“Buy gold. It’s going a lot higher.” Jeff Clark, Casey Research, March 24, 2013.
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By now most people are aware of the events unfolding in Cyprus. The financial world was rocked by the announcement that the “Troika” of the European Central Bank (ECB), International Monetary Fund (IMF), and European Commission (EC) decided to give the tiny island of Cyprus an ultimatum – either pay a 9.9 percent wealth tax on deposits over 100,000 euros, or leave the EU. This tax would be taken directly from bank savings accounts. The expropriated funds would be used to “bail out” troubled Cypriot banks. Those banks will in turn pay off larger European banks to which they owe money. Because some Cyprus banks will fail, some investors stand to lose up to 40 percent of their deposits and many bank employees will lose their jobs.
To describe the events in Cyprus and their relevance to gold, we can start with the analogy of a peaceful, self-satisfied Western investor asleep in a dark room. He has had trouble sleeping lately because he is starting to become more concerned about the safety of his personal wealth. He is unaware that he is sharing his room with three large elephants. They come each night, but remain hidden by the darkness. He awakens for a moment and lights a candle. Suddenly the room is illuminated and he sees the three beasts. The vision terrifies him, so he races to blow out the candle hoping to forget what he saw. Of course, once the light shines on truth it is difficult to return to a state of ignorance. The events in Cyprus had the effect of turning on the lights, if only for a moment, before the financial media and the world’s central bankers began a blitzkrieg campaign of denying the truth that was briefly exposed. The Internet captured the picture, and allowed those who understand the dark side of international banking and the fiat Ponzi scheme upon which most of our lives depend to share their knowledge of the three elephants.
So what do these three elephants represent?
The three elephants represent three secrets that are a direct threat to the illusion of the fiat Ponzi scheme. The first elephant represents inflation and loss of purchasing power; the second elephant represents public confidence in the fiat system; the third elephant is the biggest, most dangerous of all to the sleep of ignorance—uncompromised gold bullion ownership, gold bullion to which we hold title.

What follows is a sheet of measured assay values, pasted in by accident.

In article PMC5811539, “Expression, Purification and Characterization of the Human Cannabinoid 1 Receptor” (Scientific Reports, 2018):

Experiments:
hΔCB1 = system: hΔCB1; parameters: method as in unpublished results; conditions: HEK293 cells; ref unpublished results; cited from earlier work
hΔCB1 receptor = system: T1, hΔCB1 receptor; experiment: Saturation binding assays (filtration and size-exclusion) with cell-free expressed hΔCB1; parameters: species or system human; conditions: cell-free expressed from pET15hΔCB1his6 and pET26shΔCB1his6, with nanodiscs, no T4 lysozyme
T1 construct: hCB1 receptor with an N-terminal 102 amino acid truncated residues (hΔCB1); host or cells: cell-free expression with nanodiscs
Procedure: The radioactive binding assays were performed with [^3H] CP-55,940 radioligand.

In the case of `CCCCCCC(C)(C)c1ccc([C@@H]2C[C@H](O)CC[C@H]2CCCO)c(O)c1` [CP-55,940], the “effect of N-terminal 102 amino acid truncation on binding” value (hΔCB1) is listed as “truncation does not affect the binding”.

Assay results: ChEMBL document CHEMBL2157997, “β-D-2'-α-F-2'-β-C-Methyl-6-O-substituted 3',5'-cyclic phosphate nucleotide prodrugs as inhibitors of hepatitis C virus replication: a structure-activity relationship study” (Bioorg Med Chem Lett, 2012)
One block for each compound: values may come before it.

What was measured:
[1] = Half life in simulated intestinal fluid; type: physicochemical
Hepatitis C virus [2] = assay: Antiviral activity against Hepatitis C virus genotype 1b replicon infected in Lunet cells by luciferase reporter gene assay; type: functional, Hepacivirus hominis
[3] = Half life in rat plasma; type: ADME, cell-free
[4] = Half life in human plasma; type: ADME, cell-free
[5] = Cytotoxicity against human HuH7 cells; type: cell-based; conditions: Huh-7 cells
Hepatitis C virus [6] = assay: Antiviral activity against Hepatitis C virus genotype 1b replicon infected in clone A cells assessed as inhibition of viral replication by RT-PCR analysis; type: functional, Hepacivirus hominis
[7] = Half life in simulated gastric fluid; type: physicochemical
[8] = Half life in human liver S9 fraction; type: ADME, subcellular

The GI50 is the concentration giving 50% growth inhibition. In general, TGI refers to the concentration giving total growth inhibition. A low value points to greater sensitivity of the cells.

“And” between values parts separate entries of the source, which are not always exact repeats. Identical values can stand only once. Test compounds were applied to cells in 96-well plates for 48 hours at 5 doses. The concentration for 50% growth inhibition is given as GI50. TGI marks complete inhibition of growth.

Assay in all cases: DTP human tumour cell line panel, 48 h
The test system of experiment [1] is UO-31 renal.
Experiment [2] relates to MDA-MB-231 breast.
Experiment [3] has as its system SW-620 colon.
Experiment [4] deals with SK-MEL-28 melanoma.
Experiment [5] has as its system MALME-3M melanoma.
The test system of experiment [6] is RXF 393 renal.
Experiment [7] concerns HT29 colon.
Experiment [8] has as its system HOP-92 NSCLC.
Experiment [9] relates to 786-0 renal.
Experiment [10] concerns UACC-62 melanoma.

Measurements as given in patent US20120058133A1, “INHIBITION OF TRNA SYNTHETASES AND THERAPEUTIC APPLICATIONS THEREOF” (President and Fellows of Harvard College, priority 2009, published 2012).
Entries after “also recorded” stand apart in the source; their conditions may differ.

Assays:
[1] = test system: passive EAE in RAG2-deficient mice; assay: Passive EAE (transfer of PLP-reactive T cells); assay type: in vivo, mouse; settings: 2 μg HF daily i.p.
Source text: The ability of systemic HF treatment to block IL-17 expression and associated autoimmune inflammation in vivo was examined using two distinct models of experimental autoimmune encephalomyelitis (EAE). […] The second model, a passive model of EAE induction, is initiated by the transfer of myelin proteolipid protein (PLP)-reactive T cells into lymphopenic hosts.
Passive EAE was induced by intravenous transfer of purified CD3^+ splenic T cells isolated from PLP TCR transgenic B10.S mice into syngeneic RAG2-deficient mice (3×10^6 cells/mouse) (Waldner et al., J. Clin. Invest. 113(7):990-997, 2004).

Those who have benefited most from the modern fiat system know that to maintain the status quo, the first elephant—the truth about inflation and loss of purchasing power—needs to be kept hidden from the public. After all, the more currency that is created through quantitative easing and bailouts, the more that currency loses purchasing power and the more painful inflation becomes. The public is becoming increasingly suspicious—especially if they eat food, heat their homes or send their children to college—that the dollar is buying less each day. Yet official government figures show inflation is at a tame 2 percent. Were they to use the original basket of goods that was used before President Clinton began introducing metrics like hedonic regression and substitution to alter the consumer price index (CPI), the main measure of inflation, as John Williams of ShadowStats.com still does, they would realize that inflation is running at closer to 10 percent, not 2 percent. The fact that the world’s major currencies (the U.S. dollar, the euro, the British pound and the yen) have lost 80-90 percent of their purchasing power against gold in the past decade is proof of this. Unbounded currency creation leads to exponential debt that leads to more and more of the taxpayer’s money going to pay interest to privately owned banks like the Federal Reserve.
The second elephant, the loss of confidence in the present system, must also be hidden from the public’s sight. This why the Troika, along with the financial media, worked overtime to assure the public that Cyprus is an isolated event and there is no need to panic. The two Cypriot banks were depicted as “casino banks” that were over extended. Later in the week, news began to seep out that other troubled banks in Spain, New Zealand and Italy may suffer the same fate. Savvy Russians moved quickly to remove as much money from the branches of the two banks in question, the Cyprus Popular Bank, also known as Laiki, and the Bank of Cyprus, which remained open in London. Cypriots who didn’t have this opportunity found accounts frozen and doors locked. Trust and confidence takes a lifetime to build and only a second to lose. Thanks to the ubiquity of the Internet and the in-depth reporting of the gold community, the Austrian economists and the developing world that wait patiently for the U.S. dollar to be replaced with something more equitable and real, a currency with some relationship to gold, the entire world caught a glimpse of this truth.